Elizabeth Otto: Max Peiffer Watenphul. Photography and the Queer Bauhaus!

Max Peiffer Watenphul: Porträt Johanna Ey, 1934, Foto Bauhaus-Archiv Berlin

On the occasion of the exhibition
Max Peiffer Watenphul. Vom Bauhaus nach Italien – Dal Bauhaus all’Italia

The photographs of Max Peiffer Watenphul, the Bauhaus’s first known queer member, capture campy portraits of his friends, scenes of queer desire, and cityscapes in Italy, where he first traveled as a Rome Prize recipient and later as an exile.

At least one queer student joined the Bauhaus in 1919, its first year: Max Peiffer Watenphul. Remembered mostly for his modernist city and landscape paintings, Peiffer Watenphul also became an accomplished and adventurous photographer. While his paintings appear rather tame in retrospect, in photography, he allowed himself much greater freedom. Peiffer Watenphul’s photographs capture campy portraits of his Bauhaus and artworld friends as well as scenes burning with queer desire. He also used photography to explore Italy, where he spent a year at the Villa Massimo after receiving Germany’s Rome Prize in 1931. After the 1933 Nazi takeover of Germany, Peiffer Watenphul used his camera to explore Italy as the country of his exile.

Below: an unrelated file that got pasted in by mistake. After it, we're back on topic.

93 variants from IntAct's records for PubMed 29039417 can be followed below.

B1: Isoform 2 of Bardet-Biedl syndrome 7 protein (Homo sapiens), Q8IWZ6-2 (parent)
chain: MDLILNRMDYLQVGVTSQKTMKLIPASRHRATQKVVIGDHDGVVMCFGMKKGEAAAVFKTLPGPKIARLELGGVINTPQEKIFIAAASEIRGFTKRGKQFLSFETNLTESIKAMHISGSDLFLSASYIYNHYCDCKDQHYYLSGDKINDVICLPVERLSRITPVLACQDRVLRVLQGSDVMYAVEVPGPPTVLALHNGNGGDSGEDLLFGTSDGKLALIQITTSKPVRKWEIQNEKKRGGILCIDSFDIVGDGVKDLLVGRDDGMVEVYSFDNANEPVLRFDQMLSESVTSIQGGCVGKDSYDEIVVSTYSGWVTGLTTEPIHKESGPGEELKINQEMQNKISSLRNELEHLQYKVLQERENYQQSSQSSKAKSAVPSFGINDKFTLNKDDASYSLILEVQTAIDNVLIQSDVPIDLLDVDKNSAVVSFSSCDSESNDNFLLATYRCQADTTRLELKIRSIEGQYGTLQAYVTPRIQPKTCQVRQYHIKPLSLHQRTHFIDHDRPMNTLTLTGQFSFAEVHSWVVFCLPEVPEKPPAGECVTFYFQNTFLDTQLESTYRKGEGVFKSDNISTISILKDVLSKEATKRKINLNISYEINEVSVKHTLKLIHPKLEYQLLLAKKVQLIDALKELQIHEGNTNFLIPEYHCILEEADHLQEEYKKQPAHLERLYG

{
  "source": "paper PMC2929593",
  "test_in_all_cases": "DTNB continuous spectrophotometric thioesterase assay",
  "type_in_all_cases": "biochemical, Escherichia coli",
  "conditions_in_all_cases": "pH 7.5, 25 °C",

Elizabeth Otto is Director of the Humanities Institute and Professor of Art at The University at Buffalo, State University of New York.
Her books include Tempo, Tempo! The Bauhaus Photomontages of Marianne Brandt (2005), Haunted Bauhaus: Occult Spirituality, Gender Fluidity, Queer Identities, and Radical Politics (2019), and six additional co-authored or co-edited books. Her work has been published in Art Forum, History of Photography, and October, and been supported by organizations including the Alexander von Humboldt Foundation, the Getty Research Institute, and the US Holocaust Memorial Museum.

The lecture will be held in English.
Reservations: prenotazioni@casadigoethe.it

Casa di Goethe in cooperation with the Bibliotheca Hertziana
Scientific organization: Tatjana Bartsch, Gregor H. Lersch, Johannes Röll